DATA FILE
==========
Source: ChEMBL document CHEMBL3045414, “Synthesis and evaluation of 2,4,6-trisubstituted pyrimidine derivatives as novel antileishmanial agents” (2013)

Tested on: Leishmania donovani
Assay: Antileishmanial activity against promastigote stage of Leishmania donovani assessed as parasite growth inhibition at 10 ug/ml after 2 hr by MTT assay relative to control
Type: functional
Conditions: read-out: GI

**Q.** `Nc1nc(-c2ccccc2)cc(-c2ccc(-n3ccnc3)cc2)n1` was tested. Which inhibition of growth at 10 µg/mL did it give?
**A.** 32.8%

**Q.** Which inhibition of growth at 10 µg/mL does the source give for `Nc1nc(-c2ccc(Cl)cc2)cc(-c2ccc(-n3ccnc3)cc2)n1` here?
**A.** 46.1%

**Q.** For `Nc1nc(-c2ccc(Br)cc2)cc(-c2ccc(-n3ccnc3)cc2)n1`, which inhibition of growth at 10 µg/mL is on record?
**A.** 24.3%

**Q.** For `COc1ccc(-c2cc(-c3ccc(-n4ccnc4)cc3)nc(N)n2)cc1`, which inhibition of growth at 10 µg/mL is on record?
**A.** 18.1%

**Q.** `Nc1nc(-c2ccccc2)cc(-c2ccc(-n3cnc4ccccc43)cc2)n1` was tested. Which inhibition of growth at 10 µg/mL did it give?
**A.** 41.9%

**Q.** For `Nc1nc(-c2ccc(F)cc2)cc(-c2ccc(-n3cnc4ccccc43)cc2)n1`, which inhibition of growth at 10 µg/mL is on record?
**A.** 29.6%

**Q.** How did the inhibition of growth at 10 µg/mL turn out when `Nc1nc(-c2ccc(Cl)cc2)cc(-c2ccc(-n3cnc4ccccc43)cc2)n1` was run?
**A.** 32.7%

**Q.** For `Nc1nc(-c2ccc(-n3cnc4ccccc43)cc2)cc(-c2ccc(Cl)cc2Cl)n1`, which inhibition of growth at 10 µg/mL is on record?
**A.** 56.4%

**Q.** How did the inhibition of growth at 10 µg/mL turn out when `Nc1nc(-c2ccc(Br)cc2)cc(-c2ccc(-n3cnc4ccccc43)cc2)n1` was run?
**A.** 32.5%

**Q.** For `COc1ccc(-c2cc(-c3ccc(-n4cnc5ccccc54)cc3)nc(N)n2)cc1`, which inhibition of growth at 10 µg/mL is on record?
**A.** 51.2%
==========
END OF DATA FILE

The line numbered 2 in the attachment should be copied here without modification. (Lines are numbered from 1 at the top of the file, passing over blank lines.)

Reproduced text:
Tested on: Leishmania donovani